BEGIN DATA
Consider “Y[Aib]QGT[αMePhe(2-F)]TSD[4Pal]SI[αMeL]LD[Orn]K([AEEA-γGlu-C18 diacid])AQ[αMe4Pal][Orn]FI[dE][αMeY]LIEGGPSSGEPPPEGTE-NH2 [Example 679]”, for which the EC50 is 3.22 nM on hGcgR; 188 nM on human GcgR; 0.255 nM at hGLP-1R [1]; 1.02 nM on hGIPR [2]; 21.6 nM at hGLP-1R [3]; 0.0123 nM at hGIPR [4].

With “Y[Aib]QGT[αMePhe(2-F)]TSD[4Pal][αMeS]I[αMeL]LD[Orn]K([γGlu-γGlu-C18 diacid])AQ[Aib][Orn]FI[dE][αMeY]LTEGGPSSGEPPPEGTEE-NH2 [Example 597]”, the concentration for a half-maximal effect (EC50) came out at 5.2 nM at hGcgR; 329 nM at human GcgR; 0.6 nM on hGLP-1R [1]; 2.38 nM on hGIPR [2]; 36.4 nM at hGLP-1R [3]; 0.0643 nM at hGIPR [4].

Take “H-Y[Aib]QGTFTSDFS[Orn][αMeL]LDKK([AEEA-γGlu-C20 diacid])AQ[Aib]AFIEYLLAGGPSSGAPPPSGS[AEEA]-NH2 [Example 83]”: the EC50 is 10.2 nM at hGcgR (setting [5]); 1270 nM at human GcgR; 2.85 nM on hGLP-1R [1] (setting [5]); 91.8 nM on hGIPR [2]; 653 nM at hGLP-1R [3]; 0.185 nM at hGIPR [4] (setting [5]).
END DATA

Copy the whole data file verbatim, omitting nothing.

Consider “Y[Aib]QGT[αMePhe(2-F)]TSD[4Pal]SI[αMeL]LD[Orn]K([AEEA-γGlu-C18 diacid])AQ[αMe4Pal][Orn]FI[dE][αMeY]LIEGGPSSGEPPPEGTE-NH2 [Example 679]”, for which the EC50 is 3.22 nM on hGcgR; 188 nM on human GcgR; 0.255 nM at hGLP-1R [1]; 1.02 nM on hGIPR [2]; 21.6 nM at hGLP-1R [3]; 0.0123 nM at hGIPR [4].

With “Y[Aib]QGT[αMePhe(2-F)]TSD[4Pal][αMeS]I[αMeL]LD[Orn]K([γGlu-γGlu-C18 diacid])AQ[Aib][Orn]FI[dE][αMeY]LTEGGPSSGEPPPEGTEE-NH2 [Example 597]”, the concentration for a half-maximal effect (EC50) came out at 5.2 nM at hGcgR; 329 nM at human GcgR; 0.6 nM on hGLP-1R [1]; 2.38 nM on hGIPR [2]; 36.4 nM at hGLP-1R [3]; 0.0643 nM at hGIPR [4].

Take “H-Y[Aib]QGTFTSDFS[Orn][αMeL]LDKK([AEEA-γGlu-C20 diacid])AQ[Aib]AFIEYLLAGGPSSGAPPPSGS[AEEA]-NH2 [Example 83]”: the EC50 is 10.2 nM at hGcgR (setting [5]); 1270 nM at human GcgR; 2.85 nM on hGLP-1R [1] (setting [5]); 91.8 nM on hGIPR [2]; 653 nM at hGLP-1R [3]; 0.185 nM at hGIPR [4] (setting [5]).